The new legislative session has kicked off in Madison. The legislature will be developing the 2023-25 biennial budget this session. This will be an important budget for public education in Wisconsin. The superintendents from the 39 school districts that make up Cooperative Educational Service Agency (CESA) 11 have developed the attached letter to help provide citizens with important information about educational funding and to ask for support.
Cooperative Educational Service Agency (CESA) 11 is made up of 39 school districts serving over 48,500 children in communities across northern and western Wisconsin.
Public education is a source of pride in Wisconsin. Experiences, opportunities and academic excellence within our public schools lead the nation. The ACT Exam is a nationwide objective measure of college and career readiness. High school students from our state consistently perform at the highest levels on this important exam. Over 93% of Wisconsin’s Class of 2022 high school students took the ACT Exam. This level of participation is much higher than the national average. Wisconsin ranks #2 in academic outcomes for states where at least 90% of students took the ACT Exam (ACT.org).
While there is much to celebrate about the accomplishments of our state’s public schools, a detrimental shift in the state’s funding for public education has taken place. With Wisconsin’s public schools continuing to receive top academic rankings in the nation, educational funding for student programming, maintaining school facilities as well as recruiting and retaining high quality staff members has now fallen below the national average. Where Wisconsin’s per-pupil funding for public education ranked among the nation’s top 11 states in 2002 it has fallen to 25th place as of 2020 with funding now below the national average (Wisconsin Policy Forum).
The current Wisconsin Biennial Budget has provided public schools with a zero dollar increase on per-pupil funding over the past two years. This has left school districts to contend with the twin pressures of COVID and runaway inflation with no additional state resources. Federal dollars from the Elementary and Secondary School Emergency Relief (ESSER) Fund have buoyed Wisconsin schools on an emergency basis. However, these federal funds are only temporary and will not be available into the future. If current financial conditions are allowed to continue, Wisconsin’s public schools will face a fiscal cliff. We encourage community members to reach out to your local superintendent to learn more.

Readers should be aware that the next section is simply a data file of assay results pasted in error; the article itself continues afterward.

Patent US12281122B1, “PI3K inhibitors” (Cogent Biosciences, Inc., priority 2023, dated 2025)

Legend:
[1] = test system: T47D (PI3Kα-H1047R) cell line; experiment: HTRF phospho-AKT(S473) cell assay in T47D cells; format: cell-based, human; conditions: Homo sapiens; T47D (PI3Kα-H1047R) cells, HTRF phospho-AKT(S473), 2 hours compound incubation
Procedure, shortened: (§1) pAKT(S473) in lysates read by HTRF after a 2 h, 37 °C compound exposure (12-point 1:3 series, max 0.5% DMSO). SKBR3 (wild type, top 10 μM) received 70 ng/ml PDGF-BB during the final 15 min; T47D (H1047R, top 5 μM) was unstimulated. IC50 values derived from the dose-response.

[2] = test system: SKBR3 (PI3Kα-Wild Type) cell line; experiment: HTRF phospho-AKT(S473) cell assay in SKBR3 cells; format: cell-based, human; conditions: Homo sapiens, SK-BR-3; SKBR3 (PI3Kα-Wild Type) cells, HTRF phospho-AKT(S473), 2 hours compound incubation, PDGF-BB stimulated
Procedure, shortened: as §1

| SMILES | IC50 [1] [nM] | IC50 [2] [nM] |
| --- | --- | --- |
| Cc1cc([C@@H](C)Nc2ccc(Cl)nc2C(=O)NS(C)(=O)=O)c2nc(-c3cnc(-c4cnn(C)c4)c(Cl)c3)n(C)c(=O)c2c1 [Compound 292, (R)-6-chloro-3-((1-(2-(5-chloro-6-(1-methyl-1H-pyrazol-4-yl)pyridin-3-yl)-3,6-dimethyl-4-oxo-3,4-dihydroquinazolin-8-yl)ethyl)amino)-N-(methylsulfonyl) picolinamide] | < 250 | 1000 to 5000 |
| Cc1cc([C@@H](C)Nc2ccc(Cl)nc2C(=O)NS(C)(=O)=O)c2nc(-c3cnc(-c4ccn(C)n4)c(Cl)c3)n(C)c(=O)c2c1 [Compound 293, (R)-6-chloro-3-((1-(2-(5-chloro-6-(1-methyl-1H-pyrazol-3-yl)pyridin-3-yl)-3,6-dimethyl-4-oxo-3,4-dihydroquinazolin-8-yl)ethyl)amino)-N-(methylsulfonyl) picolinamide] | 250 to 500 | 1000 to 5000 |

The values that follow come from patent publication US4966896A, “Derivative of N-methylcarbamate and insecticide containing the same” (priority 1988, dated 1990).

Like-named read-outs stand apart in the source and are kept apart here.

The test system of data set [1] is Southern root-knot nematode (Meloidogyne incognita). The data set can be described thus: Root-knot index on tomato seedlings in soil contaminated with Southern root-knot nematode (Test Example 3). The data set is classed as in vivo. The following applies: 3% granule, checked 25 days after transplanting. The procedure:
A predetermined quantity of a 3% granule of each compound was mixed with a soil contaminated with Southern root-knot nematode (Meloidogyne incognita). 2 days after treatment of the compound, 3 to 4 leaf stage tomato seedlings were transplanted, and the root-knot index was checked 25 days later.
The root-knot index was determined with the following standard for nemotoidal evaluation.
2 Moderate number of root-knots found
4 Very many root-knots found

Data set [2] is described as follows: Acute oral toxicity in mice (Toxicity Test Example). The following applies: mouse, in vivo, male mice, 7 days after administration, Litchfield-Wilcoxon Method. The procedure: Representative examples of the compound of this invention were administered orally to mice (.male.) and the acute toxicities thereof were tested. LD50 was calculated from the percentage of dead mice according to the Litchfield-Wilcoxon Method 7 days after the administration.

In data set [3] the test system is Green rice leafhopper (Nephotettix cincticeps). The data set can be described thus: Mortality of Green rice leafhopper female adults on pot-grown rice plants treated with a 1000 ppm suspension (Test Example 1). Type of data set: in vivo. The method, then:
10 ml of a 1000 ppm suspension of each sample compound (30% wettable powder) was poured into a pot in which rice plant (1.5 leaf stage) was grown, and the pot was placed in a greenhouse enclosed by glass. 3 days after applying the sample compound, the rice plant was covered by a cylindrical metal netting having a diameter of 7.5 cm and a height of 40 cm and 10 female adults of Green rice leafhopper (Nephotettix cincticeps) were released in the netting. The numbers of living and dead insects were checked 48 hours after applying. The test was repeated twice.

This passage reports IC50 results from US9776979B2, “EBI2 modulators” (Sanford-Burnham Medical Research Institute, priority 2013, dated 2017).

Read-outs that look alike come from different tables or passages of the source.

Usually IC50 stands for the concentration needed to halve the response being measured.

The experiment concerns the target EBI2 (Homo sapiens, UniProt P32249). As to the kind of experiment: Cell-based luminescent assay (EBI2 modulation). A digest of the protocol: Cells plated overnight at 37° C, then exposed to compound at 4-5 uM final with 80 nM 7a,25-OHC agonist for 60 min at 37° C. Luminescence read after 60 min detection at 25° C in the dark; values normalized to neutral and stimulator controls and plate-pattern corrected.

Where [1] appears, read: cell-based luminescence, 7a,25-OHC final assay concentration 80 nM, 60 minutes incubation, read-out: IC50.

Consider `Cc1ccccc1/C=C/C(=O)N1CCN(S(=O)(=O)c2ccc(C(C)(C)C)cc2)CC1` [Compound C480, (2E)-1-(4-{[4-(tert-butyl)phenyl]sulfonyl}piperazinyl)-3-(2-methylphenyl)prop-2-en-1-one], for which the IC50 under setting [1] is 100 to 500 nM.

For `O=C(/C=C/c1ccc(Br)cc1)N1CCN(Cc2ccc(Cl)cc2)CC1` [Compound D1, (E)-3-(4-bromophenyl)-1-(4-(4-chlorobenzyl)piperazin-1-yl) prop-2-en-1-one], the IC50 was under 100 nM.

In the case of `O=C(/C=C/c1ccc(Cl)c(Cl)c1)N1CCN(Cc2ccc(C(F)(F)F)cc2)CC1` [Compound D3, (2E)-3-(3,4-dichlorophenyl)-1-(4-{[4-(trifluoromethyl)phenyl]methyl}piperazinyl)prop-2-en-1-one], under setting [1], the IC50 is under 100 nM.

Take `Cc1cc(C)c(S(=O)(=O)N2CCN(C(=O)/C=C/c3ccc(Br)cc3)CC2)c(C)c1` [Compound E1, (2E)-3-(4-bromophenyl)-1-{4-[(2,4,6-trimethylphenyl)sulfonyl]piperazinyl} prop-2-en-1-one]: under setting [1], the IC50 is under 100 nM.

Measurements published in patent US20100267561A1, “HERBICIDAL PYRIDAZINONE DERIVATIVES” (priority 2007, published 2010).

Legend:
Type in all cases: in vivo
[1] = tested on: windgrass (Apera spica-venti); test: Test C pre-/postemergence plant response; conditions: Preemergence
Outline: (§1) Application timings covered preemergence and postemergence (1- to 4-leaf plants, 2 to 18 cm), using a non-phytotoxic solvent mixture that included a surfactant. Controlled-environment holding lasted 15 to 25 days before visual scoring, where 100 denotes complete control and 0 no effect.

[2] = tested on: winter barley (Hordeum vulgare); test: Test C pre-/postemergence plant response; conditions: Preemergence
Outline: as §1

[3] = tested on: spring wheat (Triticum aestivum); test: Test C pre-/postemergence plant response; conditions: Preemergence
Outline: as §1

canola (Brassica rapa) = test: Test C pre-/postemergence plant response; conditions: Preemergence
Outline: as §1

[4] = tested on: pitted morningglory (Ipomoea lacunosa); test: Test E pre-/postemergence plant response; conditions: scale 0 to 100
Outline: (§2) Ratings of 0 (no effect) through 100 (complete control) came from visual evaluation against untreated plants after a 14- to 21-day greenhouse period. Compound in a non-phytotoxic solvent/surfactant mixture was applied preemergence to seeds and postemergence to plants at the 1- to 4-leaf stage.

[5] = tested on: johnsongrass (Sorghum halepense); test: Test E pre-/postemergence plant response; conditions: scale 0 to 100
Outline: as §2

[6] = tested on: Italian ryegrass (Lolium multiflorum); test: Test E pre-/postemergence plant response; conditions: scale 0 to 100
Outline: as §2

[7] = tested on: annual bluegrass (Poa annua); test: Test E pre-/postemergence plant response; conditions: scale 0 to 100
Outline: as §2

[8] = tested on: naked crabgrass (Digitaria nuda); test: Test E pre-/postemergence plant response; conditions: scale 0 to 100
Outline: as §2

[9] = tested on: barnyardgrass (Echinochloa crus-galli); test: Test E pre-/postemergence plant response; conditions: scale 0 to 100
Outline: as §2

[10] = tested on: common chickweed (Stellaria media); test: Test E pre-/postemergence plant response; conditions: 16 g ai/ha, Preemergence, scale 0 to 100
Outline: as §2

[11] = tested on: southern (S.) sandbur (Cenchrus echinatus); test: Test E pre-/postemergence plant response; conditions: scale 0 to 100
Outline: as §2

Stagnant state funding has shifted more of the cost of educating children onto each of our communities. Of the 424 school districts in Wisconsin, 83% have held a capital referendum in the past 10 years and 50% have held a referendum since 2020. This at a time when our state has a record budget surplus of over $7 billion on-hand (Wisconsin Policy Forum).
Your help is needed. With our state’s school districts being squeezed financially and a $7 billion budget surplus on-hand, it’s time for our legislators to take action in support of public schools. Now more than ever, your voice is needed. Please take the opportunity to reach out to your elected officials in Madison for better funding of our public schools.
Thank you for your support of public education in our community and state.
The CESA 11 Superintendents